Identifying bed bugs

Making a positive identification is the first step in tackling a bed bug problem.

The first step in addressing a bed bug infestation is making sure that you are actually dealing with bed bugs. Bed bugs are small, brownish insects. They’re about 1/8 of an inch long, the size of an apple seed. They are distinguished from other similar insects by their very flat backs, lack of wings and reddish-brown color after feeding. The flat backs become bloated in bed bugs that have fed. Bed bugs don’t jump but they can crawl quickly, about as quickly as an ant. Michigan State University Extension has partnered with the Michigan Department of Community Health to address the bed bug issue.

After hatching from an egg, bed bugs go through five developmental stages before molting to an adult. They require at least one blood meal at each stage. Adults will feed about every three to seven days if a suitable host is available. Females require a blood meal in order to produce eggs. Females who have mated produce three to five eggs per day, totaling 100-500 eggs in her lifetime. Adult bed bugs live for six to nine months but under ideal conditions may live for more than a year. Adults can also survive without feeding for up to a year.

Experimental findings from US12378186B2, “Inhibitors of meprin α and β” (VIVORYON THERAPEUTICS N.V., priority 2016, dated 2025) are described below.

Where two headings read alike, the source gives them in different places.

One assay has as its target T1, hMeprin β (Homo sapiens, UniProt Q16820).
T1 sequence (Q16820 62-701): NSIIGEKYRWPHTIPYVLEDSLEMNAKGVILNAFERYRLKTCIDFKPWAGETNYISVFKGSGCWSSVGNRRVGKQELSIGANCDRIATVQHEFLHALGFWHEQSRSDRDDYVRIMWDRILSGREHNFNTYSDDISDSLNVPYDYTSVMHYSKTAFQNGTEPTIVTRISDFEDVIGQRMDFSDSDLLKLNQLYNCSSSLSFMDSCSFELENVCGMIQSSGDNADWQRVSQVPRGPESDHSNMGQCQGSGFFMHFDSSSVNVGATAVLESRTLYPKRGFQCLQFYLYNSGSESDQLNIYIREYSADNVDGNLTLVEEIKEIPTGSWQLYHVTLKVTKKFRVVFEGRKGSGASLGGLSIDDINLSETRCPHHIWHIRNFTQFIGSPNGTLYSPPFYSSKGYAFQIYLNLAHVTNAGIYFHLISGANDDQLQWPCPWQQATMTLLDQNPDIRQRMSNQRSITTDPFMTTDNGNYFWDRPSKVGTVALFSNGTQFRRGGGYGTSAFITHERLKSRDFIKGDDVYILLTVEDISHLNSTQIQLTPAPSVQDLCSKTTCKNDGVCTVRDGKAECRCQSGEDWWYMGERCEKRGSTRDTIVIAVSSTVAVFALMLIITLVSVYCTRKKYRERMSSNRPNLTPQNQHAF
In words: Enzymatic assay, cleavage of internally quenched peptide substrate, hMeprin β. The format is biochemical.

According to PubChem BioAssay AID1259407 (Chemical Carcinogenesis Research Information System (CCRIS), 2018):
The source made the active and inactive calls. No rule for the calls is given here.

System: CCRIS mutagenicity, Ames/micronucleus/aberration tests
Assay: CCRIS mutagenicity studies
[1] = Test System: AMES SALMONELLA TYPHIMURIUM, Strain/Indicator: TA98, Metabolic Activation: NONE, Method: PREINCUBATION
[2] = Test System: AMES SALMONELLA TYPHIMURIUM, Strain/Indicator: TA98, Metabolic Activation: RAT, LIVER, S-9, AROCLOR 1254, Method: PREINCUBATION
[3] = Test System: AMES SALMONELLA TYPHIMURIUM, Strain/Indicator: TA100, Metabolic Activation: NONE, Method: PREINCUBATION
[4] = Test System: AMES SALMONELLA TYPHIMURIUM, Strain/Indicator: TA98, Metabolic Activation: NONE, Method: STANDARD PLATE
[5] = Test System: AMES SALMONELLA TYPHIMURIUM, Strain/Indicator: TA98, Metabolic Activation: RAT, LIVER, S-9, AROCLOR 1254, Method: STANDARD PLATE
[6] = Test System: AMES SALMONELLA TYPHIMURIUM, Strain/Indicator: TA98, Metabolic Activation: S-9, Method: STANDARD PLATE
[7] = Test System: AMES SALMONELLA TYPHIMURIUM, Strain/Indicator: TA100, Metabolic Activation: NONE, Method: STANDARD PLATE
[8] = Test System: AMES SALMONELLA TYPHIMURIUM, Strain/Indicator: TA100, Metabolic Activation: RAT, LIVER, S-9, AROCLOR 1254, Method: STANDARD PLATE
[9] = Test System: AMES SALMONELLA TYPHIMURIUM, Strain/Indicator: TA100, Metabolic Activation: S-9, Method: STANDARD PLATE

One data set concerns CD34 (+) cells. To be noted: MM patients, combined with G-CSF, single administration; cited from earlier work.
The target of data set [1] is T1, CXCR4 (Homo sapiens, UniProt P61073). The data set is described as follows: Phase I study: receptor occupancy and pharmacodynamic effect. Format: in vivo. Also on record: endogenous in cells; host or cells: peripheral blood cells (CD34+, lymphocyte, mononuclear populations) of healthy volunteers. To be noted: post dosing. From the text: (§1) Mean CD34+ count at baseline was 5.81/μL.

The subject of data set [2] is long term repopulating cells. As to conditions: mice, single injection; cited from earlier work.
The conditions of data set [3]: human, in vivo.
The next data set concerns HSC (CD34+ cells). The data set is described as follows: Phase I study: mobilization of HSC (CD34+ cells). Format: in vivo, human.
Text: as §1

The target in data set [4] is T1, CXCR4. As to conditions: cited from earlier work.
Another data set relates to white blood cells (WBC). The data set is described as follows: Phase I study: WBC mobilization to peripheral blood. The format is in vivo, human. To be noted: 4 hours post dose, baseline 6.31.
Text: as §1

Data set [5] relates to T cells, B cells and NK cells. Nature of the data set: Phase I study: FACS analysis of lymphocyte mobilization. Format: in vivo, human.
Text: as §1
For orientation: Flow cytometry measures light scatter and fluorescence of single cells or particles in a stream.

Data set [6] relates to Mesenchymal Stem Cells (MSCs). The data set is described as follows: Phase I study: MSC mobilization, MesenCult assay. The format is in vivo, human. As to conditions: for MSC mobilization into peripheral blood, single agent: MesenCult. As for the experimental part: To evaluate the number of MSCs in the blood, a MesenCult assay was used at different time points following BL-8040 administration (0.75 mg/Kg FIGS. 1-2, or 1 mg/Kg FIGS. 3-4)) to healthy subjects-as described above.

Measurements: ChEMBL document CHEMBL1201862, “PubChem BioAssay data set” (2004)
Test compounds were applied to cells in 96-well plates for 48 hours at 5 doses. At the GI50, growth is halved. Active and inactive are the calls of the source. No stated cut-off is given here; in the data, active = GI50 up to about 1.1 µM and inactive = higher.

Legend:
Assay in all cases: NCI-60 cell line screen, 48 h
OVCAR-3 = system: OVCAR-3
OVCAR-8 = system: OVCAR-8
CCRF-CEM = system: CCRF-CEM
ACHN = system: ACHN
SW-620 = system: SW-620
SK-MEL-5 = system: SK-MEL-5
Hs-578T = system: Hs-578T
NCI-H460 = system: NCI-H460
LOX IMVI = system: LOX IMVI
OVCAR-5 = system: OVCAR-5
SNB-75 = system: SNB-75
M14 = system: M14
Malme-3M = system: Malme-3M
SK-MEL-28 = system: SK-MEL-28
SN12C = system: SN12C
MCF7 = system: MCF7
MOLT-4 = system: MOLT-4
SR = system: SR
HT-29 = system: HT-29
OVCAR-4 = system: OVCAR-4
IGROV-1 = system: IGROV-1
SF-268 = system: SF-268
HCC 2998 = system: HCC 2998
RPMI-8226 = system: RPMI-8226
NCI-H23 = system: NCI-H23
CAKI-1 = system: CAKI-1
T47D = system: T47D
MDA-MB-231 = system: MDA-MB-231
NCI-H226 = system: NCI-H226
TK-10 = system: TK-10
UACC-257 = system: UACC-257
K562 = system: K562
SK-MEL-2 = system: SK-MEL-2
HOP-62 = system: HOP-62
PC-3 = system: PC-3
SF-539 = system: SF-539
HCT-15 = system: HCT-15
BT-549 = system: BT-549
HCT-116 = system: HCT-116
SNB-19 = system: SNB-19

Bed bug eggs are white, oval shaped and about the size of a grain of rice. Clusters of 10-50 eggs can be found in crevices. Once they hatch they look like adults, except they are colorless and smaller. They must have food within several days of hatching or they die. In ideal conditions they will reach maturity in about five weeks. It is possible to find eggs, young and adults in the same place.

For information on how to prevent or treat bed bug infestations, visit the Michigan Department of Community Health website, www.michigan.gov/bedbugs

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